I'm not ashamed to admit it. In fact, in this particular case, I'm delighted to have the chance to admit it.
I was wrong.
I had hoped to have a chance to blog this before Yom Kippur, but it turns out to be an added plus that I had to wait until now. This is the latest installment of the Rabbanit Debate. Again, I'm not addressing whether women should or should not have an equivalent title to "rabbi," but rather the specific leadership issues surrounding the recent staff appointment at my shul.
I had dinner on Thursday night with the new Programming and Ritual Director of my shul. Since she needs a shorter code name for blogging purposes, we shall give her the acronym "The PRD". She'd invited me to come over and join her, to follow up on an interesting conversation we had begun weeks before during a shabbos meal.
To be honest, I was more than a bit apprehensive. She'd given a speech from the bima on Rosh Hashana that had bothered me a great deal, and I was uncomfortable with the notion of airing my grievances in her own home. It simply didn't feel right. Turns out that my fears were groundless.
Instead of having a heated confrontation, in which one or both of us offended the other, we had a candid, open conversation/discussion about the shul community, its leadership, "public" sentiment towards the PRD and roots of those sentiments, and even contemplated what she could "do" about the situation. I also learned far more about her, and the details behind her hiring.
Of particular interest were her emphatic statements that she does not want to be a rabbi, and the information that the Board never intended to hire both her husband as well as her. Not only did the conversation help the two of us solidify the foundation of our friendship, but it also framed the Debate more squarely in terms of shul leadership and obligations/responsibilities towards the community.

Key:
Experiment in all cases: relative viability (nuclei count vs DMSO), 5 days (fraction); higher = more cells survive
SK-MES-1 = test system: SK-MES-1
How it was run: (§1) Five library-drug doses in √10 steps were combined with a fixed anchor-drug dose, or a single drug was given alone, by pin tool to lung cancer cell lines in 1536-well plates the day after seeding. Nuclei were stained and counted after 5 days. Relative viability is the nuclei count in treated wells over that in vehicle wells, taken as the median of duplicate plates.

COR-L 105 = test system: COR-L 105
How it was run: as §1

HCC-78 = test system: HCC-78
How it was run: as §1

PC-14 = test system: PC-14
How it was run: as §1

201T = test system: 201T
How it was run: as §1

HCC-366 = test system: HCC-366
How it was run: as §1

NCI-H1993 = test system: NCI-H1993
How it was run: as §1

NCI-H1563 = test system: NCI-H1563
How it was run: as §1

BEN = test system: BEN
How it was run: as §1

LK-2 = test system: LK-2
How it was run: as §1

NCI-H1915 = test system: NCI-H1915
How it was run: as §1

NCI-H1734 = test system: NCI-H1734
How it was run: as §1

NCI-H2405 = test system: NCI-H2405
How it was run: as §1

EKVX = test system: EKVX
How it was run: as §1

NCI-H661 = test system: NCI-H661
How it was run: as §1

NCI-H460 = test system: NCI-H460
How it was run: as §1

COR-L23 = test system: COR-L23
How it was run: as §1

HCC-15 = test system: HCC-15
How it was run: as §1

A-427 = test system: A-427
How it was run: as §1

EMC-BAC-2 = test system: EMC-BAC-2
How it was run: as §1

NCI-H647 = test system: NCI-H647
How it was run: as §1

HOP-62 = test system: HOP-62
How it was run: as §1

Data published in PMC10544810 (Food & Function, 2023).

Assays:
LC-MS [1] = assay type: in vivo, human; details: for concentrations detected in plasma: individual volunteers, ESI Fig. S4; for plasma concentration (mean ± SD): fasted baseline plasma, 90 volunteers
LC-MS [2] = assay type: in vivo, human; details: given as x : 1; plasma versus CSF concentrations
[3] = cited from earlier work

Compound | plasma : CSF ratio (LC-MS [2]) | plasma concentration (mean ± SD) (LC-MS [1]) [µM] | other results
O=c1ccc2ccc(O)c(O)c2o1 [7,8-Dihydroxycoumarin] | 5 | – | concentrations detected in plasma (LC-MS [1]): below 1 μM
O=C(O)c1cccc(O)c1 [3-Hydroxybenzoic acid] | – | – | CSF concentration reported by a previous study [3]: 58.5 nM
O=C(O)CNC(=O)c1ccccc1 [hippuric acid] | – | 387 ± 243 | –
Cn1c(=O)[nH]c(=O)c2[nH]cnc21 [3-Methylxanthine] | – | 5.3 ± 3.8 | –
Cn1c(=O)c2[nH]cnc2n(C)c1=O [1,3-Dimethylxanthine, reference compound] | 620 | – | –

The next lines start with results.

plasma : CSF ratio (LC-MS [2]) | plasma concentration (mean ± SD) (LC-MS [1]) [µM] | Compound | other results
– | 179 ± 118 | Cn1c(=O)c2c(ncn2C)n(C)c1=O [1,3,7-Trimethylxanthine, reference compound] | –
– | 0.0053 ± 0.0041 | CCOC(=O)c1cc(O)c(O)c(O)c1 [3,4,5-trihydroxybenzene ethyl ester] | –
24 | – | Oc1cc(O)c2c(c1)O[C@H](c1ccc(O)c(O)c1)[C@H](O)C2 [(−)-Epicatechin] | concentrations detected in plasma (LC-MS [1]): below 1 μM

This all could have been said before Yom Kippur. The nice thing about having been forced to wait until now is that I can add the post-YK postscript. Right before Neila, after giving a brief description of the shul's new Torah Institute programs, she took the opportunity to publicly acknowledge the segment of the community that resents or fears her, to ask mechila for anything she may have said that was offensive (however unintentionally), and to admit that she has no desire to ever be considered a rabbi. It was a brave, admirable move.
So, the debate isn't over. I still have very strong feelings and opinions about the role the rabbi and board have played in creating such confusion, hurt, and resentment. But I'm grateful to have had the chance to learn just how wrong I had been about the PRD, and the dangers of attributing motivations to people I don't really know.